2017 UCI Road World Championships – Men's road race

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Men's road race
2017 UCI Road World Championships
Rainbow jersey
Race details
Dates24 September 2017
Stages1
Distance267.5 km (166.2 mi)
Winning time6h 28' 11"[1]
Medalists
   Gold  Peter Sagan (SVK)
   Silver  Alexander Kristoff (NOR)
   Bronze  Michael Matthews (AUS)
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The Men's road race of the 2017 UCI Road World Championships was a cycling event that took place on 24 September 2017 in Bergen, Norway. It was the 84th edition of the championship, and Slovakia's Peter Sagan was the two times defending champion.

After a late move from France's Julian Alaphilippe was brought back within the final kilometres,[2] Sagan outsprinted his rivals to win a third consecutive world title, the first male rider to do so. As well as this, he became the fifth man – after Alfredo Binda, Rik Van Steenbergen, Eddy Merckx and Óscar Freire – to win three elite road world championship titles.[3] European champion Alexander Kristoff from Norway took the silver medal, while the bronze medal went to Australian Michael Matthews.[1][4]

Course[edit]

The race started in Rong and traversed 39.5 kilometres (24.5 miles) before reaching the finishing circuit in Bergen. After a further 17.9 kilometres (11.1 miles), the riders crossed the finish line on the Festplassen for the first time, with the riders completing eleven full laps of the circuit 19.1 kilometres (11.9 miles) in length.[5] The main feature of the circuit was the climb of Salmon Hill, about 7 kilometres (4.3 miles) into the lap; the climb was 1.5 kilometres (0.93 miles) long at an average gradient of 6.4%. At 267.5 kilometres (166.2 miles), the 2017 men's road race was the longest in the championships since 272.26 kilometres (169.17 miles) were covered in 2013.[6]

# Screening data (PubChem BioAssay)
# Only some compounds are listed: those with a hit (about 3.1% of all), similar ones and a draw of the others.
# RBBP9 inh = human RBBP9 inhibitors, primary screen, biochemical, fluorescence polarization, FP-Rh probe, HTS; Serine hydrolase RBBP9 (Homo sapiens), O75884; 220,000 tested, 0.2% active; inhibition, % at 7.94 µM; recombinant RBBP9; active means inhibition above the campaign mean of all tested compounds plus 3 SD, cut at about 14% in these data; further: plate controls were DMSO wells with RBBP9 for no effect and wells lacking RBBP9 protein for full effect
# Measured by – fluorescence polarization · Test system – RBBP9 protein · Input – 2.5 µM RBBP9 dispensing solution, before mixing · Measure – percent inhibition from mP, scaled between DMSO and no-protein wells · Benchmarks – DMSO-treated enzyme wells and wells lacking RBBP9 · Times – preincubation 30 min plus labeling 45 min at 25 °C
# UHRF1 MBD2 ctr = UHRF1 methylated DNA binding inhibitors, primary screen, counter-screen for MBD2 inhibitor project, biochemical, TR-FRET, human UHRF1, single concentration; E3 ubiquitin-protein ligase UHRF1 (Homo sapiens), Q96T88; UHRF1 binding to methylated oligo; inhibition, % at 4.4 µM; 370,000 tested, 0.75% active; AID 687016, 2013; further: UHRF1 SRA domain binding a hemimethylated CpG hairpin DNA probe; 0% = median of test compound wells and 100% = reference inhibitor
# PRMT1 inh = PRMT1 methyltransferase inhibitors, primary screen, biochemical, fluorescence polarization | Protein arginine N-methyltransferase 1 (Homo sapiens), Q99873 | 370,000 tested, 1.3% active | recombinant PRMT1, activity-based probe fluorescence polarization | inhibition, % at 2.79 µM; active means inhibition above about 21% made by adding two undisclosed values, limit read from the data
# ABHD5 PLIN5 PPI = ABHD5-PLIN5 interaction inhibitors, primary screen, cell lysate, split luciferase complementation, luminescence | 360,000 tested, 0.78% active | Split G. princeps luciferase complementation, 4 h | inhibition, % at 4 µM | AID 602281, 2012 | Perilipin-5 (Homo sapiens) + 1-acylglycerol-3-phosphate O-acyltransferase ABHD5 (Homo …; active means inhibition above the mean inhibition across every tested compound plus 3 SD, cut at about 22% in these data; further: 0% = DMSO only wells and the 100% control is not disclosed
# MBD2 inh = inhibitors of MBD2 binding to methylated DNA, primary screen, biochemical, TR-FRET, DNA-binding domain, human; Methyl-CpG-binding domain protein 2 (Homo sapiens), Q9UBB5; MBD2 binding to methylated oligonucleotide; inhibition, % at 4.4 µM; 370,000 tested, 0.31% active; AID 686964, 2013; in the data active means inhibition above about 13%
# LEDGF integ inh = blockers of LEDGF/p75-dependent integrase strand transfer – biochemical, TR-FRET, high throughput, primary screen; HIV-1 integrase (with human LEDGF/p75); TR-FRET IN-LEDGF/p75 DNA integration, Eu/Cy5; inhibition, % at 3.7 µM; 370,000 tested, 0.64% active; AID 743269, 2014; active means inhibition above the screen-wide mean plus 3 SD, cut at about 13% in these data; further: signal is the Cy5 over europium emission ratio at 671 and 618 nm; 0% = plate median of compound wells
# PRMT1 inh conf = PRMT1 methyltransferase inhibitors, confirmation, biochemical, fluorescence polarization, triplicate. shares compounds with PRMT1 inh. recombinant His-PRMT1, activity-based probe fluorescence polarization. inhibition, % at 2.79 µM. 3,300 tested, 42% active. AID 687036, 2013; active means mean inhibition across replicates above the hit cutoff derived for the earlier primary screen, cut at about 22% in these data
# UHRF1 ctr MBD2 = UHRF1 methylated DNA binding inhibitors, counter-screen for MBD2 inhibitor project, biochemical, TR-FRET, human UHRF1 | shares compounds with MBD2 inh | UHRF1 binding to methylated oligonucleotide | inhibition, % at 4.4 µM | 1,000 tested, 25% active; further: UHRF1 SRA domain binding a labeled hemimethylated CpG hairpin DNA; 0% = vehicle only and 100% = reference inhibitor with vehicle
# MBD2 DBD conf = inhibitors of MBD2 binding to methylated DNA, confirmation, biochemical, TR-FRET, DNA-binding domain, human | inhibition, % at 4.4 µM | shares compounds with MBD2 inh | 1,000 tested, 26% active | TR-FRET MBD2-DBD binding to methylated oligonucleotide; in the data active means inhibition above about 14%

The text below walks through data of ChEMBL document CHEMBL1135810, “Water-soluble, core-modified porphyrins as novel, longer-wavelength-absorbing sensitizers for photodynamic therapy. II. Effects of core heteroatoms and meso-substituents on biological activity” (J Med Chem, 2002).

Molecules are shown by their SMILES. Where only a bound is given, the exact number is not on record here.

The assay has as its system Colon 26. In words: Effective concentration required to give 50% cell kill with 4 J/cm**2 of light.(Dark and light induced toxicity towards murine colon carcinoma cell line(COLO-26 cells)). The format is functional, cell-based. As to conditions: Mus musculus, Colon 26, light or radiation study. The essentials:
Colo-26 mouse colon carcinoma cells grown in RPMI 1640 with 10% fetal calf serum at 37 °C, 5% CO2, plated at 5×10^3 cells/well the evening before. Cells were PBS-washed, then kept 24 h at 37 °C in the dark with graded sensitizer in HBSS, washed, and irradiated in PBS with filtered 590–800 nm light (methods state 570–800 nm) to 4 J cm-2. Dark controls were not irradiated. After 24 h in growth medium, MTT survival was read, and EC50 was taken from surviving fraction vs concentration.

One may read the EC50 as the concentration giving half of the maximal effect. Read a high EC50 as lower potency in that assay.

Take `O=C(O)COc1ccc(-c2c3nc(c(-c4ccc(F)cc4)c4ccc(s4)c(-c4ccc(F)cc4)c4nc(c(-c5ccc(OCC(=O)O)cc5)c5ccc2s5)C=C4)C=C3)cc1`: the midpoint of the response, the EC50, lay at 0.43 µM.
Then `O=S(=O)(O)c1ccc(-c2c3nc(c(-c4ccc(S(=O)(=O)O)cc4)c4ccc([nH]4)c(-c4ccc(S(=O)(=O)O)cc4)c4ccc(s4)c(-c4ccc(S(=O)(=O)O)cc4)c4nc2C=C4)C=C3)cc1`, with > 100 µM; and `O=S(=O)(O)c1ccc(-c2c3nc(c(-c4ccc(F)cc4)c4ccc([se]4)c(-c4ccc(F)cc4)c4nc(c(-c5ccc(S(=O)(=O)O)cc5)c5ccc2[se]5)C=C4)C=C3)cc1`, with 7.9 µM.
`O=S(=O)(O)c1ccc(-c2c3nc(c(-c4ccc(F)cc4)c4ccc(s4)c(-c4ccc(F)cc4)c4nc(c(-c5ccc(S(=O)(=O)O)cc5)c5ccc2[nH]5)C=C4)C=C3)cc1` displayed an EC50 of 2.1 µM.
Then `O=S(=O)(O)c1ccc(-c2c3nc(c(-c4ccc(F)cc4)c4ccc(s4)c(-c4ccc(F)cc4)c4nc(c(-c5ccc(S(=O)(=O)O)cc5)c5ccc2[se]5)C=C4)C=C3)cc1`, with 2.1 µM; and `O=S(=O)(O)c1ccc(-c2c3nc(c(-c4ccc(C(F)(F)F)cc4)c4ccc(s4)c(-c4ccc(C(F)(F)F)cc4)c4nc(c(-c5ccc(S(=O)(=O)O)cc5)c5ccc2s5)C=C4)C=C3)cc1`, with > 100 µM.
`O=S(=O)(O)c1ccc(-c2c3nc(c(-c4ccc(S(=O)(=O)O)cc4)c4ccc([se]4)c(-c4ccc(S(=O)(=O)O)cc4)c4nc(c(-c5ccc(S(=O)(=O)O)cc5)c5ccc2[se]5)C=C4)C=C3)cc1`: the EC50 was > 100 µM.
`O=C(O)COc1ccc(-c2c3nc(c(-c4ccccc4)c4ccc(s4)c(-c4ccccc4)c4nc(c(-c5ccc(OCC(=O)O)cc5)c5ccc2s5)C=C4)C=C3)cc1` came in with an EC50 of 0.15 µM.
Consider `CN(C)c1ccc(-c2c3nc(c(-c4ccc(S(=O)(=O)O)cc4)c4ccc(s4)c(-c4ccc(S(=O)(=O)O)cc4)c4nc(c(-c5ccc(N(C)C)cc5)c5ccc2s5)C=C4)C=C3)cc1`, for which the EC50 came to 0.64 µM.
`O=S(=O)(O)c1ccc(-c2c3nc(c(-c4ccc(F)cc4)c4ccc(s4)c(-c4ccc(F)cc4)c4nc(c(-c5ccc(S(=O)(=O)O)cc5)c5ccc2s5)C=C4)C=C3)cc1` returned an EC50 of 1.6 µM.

Qualification[edit]

Qualification were based on performances on the UCI World Ranking on August 15, 2017.[7]

UCI World Rankings[edit]

The following nations qualified.[8]

Criterium Rank Number of riders Nations
To enter To start
UCI World Ranking by Nations 1–10 14 9
11–20 9 6
21–30 6 3
31–50 2 1
UCI World Ranking by Individuals
(if not already qualified)
1–200 N/A

Additional places[edit]

 Ukraine,  Iran,  Venezuela,  Turkey,  Ecuador,  Croatia,  Brazil,  South Korea,  Algeria,  Tunisia and  China have chosen not to use (all of their) quota places.  Latvia,  Argentina,  Sweden,  Greece,  Hong Kong,  Finland and  Albania have received additional quota places.

Participating nations[edit]

196 cyclists from 44 nations were entered in the men's road race, however Irish representative Damien Shaw did not start the race.[1] The number of cyclists per nation is shown in parentheses.

Final classification[edit]

Of the race's 196 entrants, 132 riders completed the full distance of 267.5 kilometres (166.2 miles).[1]

References[edit]

  1. ^ a b c d "Final Results / Résultat final: Men Elite Road Race / Course en ligne Hommes Elite" (PDF). Sport Result. Tissot Timing. 24 September 2017. Retrieved 24 September 2017.
  2. ^ Westemeyer, Susan (24 September 2017). "Sagan takes historic third world championship in Bergen". Cyclingnews.com. Immediate Media Company. Retrieved 24 September 2017.
  3. ^ "Peter Sagan: Slovak wins record third successive world title in Norway". BBC Sport. BBC. 24 September 2017. Retrieved 24 September 2017.
  4. ^ "Peter Sagan times sprint to perfection to win third world title in a row". The Guardian. Guardian Media Group. Press Association. 24 September 2017. Retrieved 24 September 2017.
  5. ^ "Countdown to the road races". Bergen2017.no. Bergen 2017 AS. 23 September 2017. Retrieved 24 September 2017. The women's race will go a distance of 152,8 km, including 8 laps on the 19.1 km long circuit.
  6. ^ "Technical Guide – 2017 UCI Road World Championships" (PDF). UCI.ch. Union Cycliste Internationale. 16 September 2017. p. 50. Retrieved 24 September 2017.
  7. ^ "Qualification system" (PDF).
  8. ^ "Qualified riders" (PDF).
  9. ^ "Moscon disqualified from Worlds road race - Video". Cyclingnews.com. Immediate Media Company. 24 September 2017. Retrieved 24 September 2017.

External links[edit]